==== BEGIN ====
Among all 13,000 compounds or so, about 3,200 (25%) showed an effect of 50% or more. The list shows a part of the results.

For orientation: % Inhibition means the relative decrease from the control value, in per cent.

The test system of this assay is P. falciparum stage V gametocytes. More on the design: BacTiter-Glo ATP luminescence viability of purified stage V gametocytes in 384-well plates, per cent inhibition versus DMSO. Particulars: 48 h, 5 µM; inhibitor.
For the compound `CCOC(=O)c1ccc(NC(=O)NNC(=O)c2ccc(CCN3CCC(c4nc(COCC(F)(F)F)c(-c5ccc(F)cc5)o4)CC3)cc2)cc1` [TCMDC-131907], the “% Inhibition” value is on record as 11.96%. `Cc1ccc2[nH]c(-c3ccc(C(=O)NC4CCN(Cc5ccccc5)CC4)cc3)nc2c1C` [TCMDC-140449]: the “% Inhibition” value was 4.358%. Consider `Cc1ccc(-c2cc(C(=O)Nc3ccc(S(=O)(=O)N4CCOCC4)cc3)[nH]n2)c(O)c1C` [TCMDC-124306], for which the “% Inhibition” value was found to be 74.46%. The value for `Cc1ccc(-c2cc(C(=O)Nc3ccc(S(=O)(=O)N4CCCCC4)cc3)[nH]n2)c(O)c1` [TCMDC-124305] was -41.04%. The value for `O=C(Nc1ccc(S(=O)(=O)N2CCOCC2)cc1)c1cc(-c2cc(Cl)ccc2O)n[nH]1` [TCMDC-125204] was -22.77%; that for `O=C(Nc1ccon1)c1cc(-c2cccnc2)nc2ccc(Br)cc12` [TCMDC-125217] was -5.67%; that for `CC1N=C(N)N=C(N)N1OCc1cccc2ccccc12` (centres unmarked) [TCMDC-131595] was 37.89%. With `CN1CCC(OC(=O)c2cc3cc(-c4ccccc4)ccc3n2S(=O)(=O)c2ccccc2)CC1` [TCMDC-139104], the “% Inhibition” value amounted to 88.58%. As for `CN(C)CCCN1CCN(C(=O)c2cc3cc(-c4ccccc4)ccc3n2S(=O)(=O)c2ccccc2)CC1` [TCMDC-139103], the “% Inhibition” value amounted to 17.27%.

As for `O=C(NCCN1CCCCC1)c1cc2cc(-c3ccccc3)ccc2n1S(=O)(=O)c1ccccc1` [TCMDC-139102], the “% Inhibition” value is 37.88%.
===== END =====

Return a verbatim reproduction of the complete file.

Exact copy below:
Among all 13,000 compounds or so, about 3,200 (25%) showed an effect of 50% or more. The list shows a part of the results.

For orientation: % Inhibition means the relative decrease from the control value, in per cent.

The test system of this assay is P. falciparum stage V gametocytes. More on the design: BacTiter-Glo ATP luminescence viability of purified stage V gametocytes in 384-well plates, per cent inhibition versus DMSO. Particulars: 48 h, 5 µM; inhibitor.
For the compound `CCOC(=O)c1ccc(NC(=O)NNC(=O)c2ccc(CCN3CCC(c4nc(COCC(F)(F)F)c(-c5ccc(F)cc5)o4)CC3)cc2)cc1` [TCMDC-131907], the “% Inhibition” value is on record as 11.96%. `Cc1ccc2[nH]c(-c3ccc(C(=O)NC4CCN(Cc5ccccc5)CC4)cc3)nc2c1C` [TCMDC-140449]: the “% Inhibition” value was 4.358%. Consider `Cc1ccc(-c2cc(C(=O)Nc3ccc(S(=O)(=O)N4CCOCC4)cc3)[nH]n2)c(O)c1C` [TCMDC-124306], for which the “% Inhibition” value was found to be 74.46%. The value for `Cc1ccc(-c2cc(C(=O)Nc3ccc(S(=O)(=O)N4CCCCC4)cc3)[nH]n2)c(O)c1` [TCMDC-124305] was -41.04%. The value for `O=C(Nc1ccc(S(=O)(=O)N2CCOCC2)cc1)c1cc(-c2cc(Cl)ccc2O)n[nH]1` [TCMDC-125204] was -22.77%; that for `O=C(Nc1ccon1)c1cc(-c2cccnc2)nc2ccc(Br)cc12` [TCMDC-125217] was -5.67%; that for `CC1N=C(N)N=C(N)N1OCc1cccc2ccccc12` (centres unmarked) [TCMDC-131595] was 37.89%. With `CN1CCC(OC(=O)c2cc3cc(-c4ccccc4)ccc3n2S(=O)(=O)c2ccccc2)CC1` [TCMDC-139104], the “% Inhibition” value amounted to 88.58%. As for `CN(C)CCCN1CCN(C(=O)c2cc3cc(-c4ccccc4)ccc3n2S(=O)(=O)c2ccccc2)CC1` [TCMDC-139103], the “% Inhibition” value amounted to 17.27%.

As for `O=C(NCCN1CCCCC1)c1cc2cc(-c3ccccc3)ccc2n1S(=O)(=O)c1ccccc1` [TCMDC-139102], the “% Inhibition” value is 37.88%.